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A missing chapter in the history of the decorative arts: the Restoration and July Monarchy

Louvre-organised show at the Grand Palais of neglected period of production

Daniel Alcouffe

Paris

The decorative arts of the First Empire have received international acclaim, especially in Italy, where Napoleon and his family left so prominent a mark, while the decorative arts of the Second Empire have begun to be more widely appreciated folowing both “Art in France under the Second Empire”, an exhibition held at the Grand Palais in 1979, and the opening of the Musée d’Orsay in 1986. The decorative arts of the intervening period—the Restoration and the July Monarchy—have however as yet received little consideration. The exhibition “Un âge d’or des Arts Décoratifs, 1814-48" at the Grand Palais, until 30 December, is intended to draw attention to this period and make it more widely known. The 350 or so objects on display represent the whole range of techniques: textiles (particularly Lyons silk)’ wallpaper (this period was the heyday of panoramic designs); furniture; bronzes (in both furnishing and works of art); silver and goldsmiths’ work; jewellery; weapons; ivory (which was making a comeback); ceramics; glass; gem-engraving and book-binding. Technically, the period is fascinating, with many innovations, while stylistically it corresponds to the end of neo-Classicism and the advent of Historicism. The objects in the exhibition have been chosen to illustrate this subtle transition. Since most of them can be accurately dated, they act as a series of milestones in a gradual evolution. All of the highest quality, some were commissioned by royal or princely families or by renowned art lovers, while others were created to feature in the great contemporary exhibitions of industrial design.

The atmosphere of court life is captured by a series of suites of furniture executed for the royal family. The most striking is a reconstitution of the throne room at the Tuileries, commissioned by Louis XVIII from Jean-Démosthène Dugourc, a veteran decorator who had worked for the court prior to the Revolution.

The tastes of the July Monarchy are represented by furniture drawn from the official residences, such as Pau or the Trianon, and from the private châteaux of Louis-Philippe and his family, for example Eu and Randan. They show a development from the neo-Classicism still in fashion at the beginning of his reign to a neo-Renaissance style, followed, in his last years, by revivals of the Louis XV and even Louis XVI styles.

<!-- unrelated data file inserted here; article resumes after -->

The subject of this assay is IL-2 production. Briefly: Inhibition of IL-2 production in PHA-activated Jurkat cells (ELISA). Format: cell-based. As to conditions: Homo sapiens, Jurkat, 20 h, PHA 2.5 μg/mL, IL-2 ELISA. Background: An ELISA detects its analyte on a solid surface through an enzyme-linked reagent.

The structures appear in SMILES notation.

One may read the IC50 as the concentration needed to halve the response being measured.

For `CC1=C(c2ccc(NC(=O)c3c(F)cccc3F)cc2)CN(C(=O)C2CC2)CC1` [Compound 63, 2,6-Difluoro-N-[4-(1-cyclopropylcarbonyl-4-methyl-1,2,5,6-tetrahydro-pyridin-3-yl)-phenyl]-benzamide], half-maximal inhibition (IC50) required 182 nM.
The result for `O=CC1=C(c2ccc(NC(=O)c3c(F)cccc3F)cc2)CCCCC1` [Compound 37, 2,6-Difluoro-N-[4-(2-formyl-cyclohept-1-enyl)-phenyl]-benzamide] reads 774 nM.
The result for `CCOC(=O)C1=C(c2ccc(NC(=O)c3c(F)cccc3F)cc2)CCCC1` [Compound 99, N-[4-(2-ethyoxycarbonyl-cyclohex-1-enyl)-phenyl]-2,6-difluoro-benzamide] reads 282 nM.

The royal manufacturies are well represented. Although the output of the Gobelins during this period was somewhat lacking in imagination, the Sèvres porcelain factory, presided over from 1800 to 1847 by Alexandre Brongniart, was highly innovative in both forms and decorations. The gothic casket ordered by the duchesse de Berry and the enormous Chinese cabinet from the Swedish royal collections are indicative of the great diversity of sources of inspiration. Nor should we overlook the royal pietra dura factory, founded in Paris at the time of Napoleon by the Italian Francesco Belloni, who had received his training in Rome. Like his predecessors, the Florentine pietra dura workers set up at the Gobelins by Louis XIV, Belloni succeeded in reintroducing the technique of marble pietra dura to Paris, though much of his actual production still remains unidentified.

As well as royal commissions, the exhibition features products first shown at exhibitions of French industrial design. The first of these, which foreshadowed the later World Fairs, was held in 1798. There were three during the Restoration (1819, 1823 and 1827) and a further three under the July Monarchy (1834, 1839 and 1844). Manufacturers in every field strove to exhibit their very best artefacts at these events and often produced technical masterpieces which then proved difficult to sell. Some fine examples are displayed in the exhibition: the table and arm-chair in crystal and gilt-bronze acquired by the duchesse de Berry in 1849; the amazing oval bedroom furniture exhibited by Baudry, the cabinetmaker, in 1827; the massive silver vase presented to La Fayette by the National Guard in 1834; and Grohé’s ebony show-case of 1844, purchased by Queen Victoria. Finally, there are some of the objects originally shown at the last national exhibition, held in 1849 after the fall of Louis-Philippe, and at the first Universal Exhibition, which took place in London in 1851. These occasions were a triumph for French gold and silversmiths, notably Froment-Meurice, who exhibited the famous dressing table ordered for the daughter of the duchesse de Berry on the occasion of her marriage to a cousin, the crown prince of Lucca. Froment-Meurice subsequently went in person to Parma to deliver the dressing table to the princess. The exhibition charts thirty-five years of radical change which, it is hoped, will awaken the curiosity of visitors and trigger off the many research projects this period so clearly merits.